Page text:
04.23.2020 0

Another 4 million jobs lost, total rises to more than 26 million since closures, unemployment could already be more than 20 percent

By Robert Romano

Another 4.4 million Americans filed for initial unemployment claims last week, raising the total to more than 26 million who have lost their jobs since the COVID-19 pandemic economic closures began in all 50 states more than a month ago.

But it could be as high as 29 million, since the monthly unemployment report from March showed 3 million Americans had also lost their jobs in March. Those reports are taken mid-month, and so the thinking there is that the job losses that came at the end of the month might have come atop those reported. We’ll have more information next month to look backwards and get a better read.

Add to that the 5.8 million who already were unemployed when the economy was at a 50-year low of 3.5 percent, and that raises the effective unemployment rate to anywhere from 19 percent to 21 percent, with more than 32 million jobless.

Simply put, those numbers are devastating.

For perspective, it took two and a half years to get to 25 percent unemployment in the 1930s as deflation devastated the global economy, four years to get back down to 11 percent, and then not until the U.S. entry into World War II when elevated unemployment came to an end. At the current clip, we could be well north of 25 percent by June when hopefully most states will be reopening, with no guarantees that it won’t just keep on rising thereafter.

In the financial crisis and the Great Recession, it to more than two years to lose 8.3 million jobs, and then almost five years to get those jobs back.

In comparison, therefore, the current recession has already lost three times as many jobs as the last one, with much of the damage already done and yet still more to come. This illustrates clearly the urgency behind Congress’ measures to support small and large businesses, state and local governments with up to $2.7 trillion, to ensure that when the economy does reopen, there is still a private sector left to open.

That is why attention must now be given to what sort of support will be needed not only to keep existing businesses alive, but help build new ones in the fallout of what could be many months or even years of rebuilding. It is to President Donald Trump’s credit that he believes America can come back very rapidly. He is a goal-oriented President and so wants to help drive Americans to achieve all that they can. If only we had had that sort of leadership in the last recession and recovery period.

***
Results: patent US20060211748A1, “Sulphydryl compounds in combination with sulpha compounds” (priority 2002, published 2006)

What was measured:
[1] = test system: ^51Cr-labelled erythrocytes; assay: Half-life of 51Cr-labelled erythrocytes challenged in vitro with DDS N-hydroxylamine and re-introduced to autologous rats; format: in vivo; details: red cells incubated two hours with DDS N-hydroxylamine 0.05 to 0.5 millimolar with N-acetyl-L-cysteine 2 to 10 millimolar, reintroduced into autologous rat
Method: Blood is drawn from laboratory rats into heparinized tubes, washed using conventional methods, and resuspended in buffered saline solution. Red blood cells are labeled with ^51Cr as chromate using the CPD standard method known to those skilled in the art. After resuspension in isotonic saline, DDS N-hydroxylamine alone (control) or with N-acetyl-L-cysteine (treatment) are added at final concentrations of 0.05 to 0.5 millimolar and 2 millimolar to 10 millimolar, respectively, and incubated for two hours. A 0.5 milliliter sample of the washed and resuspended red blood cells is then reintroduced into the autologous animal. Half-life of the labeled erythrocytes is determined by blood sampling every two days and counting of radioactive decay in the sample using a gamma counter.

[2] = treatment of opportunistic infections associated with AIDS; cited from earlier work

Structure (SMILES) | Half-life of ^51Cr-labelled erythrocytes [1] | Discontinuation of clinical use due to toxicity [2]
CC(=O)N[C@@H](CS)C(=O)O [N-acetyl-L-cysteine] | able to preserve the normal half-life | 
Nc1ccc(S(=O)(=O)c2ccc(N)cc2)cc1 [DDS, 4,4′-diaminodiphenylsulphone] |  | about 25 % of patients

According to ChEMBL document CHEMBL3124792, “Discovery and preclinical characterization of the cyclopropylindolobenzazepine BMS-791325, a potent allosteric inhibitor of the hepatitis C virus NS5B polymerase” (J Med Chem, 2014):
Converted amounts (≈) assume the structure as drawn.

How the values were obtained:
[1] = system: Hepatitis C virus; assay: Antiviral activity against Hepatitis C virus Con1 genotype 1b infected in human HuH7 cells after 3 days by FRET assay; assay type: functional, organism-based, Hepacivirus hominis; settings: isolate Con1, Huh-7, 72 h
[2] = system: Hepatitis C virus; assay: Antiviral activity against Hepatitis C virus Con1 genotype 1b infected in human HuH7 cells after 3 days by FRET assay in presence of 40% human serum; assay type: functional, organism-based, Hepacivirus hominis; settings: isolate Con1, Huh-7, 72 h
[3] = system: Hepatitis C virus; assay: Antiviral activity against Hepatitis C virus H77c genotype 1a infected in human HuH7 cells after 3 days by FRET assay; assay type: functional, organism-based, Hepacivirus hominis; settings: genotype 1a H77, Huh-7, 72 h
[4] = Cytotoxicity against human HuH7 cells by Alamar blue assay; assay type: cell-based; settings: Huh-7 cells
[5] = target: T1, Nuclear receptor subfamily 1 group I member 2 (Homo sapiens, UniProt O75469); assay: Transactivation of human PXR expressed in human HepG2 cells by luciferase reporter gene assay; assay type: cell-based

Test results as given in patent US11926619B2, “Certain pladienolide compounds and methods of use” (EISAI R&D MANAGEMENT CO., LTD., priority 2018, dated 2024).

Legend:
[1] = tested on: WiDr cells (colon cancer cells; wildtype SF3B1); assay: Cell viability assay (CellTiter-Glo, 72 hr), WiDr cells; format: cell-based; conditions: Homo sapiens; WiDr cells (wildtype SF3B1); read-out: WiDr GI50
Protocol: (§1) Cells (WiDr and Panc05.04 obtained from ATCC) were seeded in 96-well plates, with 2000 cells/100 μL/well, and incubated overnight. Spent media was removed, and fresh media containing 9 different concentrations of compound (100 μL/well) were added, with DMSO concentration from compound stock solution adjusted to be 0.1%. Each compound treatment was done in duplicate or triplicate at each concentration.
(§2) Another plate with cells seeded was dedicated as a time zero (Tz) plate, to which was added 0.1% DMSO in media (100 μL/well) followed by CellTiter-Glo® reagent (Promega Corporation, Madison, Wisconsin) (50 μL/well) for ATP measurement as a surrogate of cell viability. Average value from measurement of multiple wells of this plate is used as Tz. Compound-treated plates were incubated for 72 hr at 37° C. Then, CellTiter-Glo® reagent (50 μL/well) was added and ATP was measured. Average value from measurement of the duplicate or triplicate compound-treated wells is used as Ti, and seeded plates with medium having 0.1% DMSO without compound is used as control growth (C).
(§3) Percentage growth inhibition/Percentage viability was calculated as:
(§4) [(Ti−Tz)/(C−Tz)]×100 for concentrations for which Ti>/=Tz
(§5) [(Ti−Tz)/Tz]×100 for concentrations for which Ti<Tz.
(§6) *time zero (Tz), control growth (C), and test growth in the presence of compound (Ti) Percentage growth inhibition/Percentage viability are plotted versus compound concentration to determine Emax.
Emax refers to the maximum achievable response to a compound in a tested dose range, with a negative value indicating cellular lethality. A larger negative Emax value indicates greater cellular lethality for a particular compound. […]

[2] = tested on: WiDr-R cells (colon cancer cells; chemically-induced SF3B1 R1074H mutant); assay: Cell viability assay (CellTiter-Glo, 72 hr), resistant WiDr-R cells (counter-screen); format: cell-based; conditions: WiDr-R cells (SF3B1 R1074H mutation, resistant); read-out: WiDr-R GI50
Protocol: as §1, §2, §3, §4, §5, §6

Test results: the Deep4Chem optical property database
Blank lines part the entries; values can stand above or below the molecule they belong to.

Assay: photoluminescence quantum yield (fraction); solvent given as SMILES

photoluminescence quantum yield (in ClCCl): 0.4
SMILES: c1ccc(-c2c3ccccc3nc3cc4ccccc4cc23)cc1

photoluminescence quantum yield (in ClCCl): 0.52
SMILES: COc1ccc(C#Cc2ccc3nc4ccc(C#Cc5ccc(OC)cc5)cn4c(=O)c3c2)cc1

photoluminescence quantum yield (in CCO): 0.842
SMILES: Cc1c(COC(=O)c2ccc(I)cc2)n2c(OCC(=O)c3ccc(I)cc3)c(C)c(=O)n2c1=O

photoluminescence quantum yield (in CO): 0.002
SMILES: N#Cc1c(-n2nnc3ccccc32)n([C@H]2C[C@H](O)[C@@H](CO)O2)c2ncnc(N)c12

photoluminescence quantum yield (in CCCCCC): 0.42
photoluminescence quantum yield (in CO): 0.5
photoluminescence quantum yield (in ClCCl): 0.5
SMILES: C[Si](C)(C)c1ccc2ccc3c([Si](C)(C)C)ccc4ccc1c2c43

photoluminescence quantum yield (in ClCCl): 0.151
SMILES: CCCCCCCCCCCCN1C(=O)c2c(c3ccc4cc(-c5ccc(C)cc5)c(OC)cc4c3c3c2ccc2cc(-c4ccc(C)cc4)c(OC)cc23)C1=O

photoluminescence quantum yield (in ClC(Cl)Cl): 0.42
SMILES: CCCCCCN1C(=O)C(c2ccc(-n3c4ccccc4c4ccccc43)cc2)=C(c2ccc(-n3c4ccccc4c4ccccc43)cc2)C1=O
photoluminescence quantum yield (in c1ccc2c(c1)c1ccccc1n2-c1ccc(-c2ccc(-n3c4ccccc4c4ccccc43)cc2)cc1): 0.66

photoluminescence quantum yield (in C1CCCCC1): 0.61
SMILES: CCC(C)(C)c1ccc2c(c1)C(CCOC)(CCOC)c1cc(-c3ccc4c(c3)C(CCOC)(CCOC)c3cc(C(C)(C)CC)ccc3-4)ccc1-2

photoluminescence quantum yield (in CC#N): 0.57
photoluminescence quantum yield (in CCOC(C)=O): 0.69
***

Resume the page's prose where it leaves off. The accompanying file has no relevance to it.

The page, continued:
Specific attention must be given to impediments to the prior recovery. Why did it take so long? Were households simply too indebted? Was the strong dollar and deflation not fully addressed? Were unemployment benefits simply extended for too long, incentivizing people to stay unemployed?

The latter is a particularly vexing problem as we enter this recession. The payroll protection and expanded unemployment benefits were designed to encourage Americans to stay home. That, combined with the threat of the virus and the public’s general willingness to fight it to keep their loved ones safe has worked. But how quickly is it realistic to remove those supports and sustain the recovery?

If that safety net is removed too quickly, the vicious cycle could begin anew, but if it is held for too long, it could stunt the recovery.

Then there is the possibility that no matter what, it will take years to recover, and no amount of tax cuts, deficit-spending and other incentives will change that fact. Just as it is a lot easier to burn a house down than it is to build one, so too bringing back 26 million Americans and counting back into the workforce be difficult.

First things first, we have to stop losing jobs. And so, as states enter the three phases of the federal strategy to reopen the economy, we need to get to the bottom of the labor markets as quickly as possible. So, remove tax, regulatory, financial and monetary disincentives to forming new businesses. Corporate and payroll tax holidays might be a good idea. State and local regulatory holidays could help. In the interim, mortgage payment assistance via a bank debt holiday might be need to stave off another financial crisis. Municipal bond markets will probably need to be temporarily propped up by the Federal Reserve. And the dollar could be weakened relative to other currencies to fight deflation, boost exports and speed the recovery.

This could be the worst recession of our lifetimes and whether we opened right this instant or in a few weeks may not change that fact. What we can have an impact on, though, is whether we can get a rapid recovery, or one that drags on for years on end, without ever fully recovering what was lost. Concerted action will be needed to ensure that it is not the latter.

Robert Romano is the Vice President of Public Policy at Americans for Limited Government.

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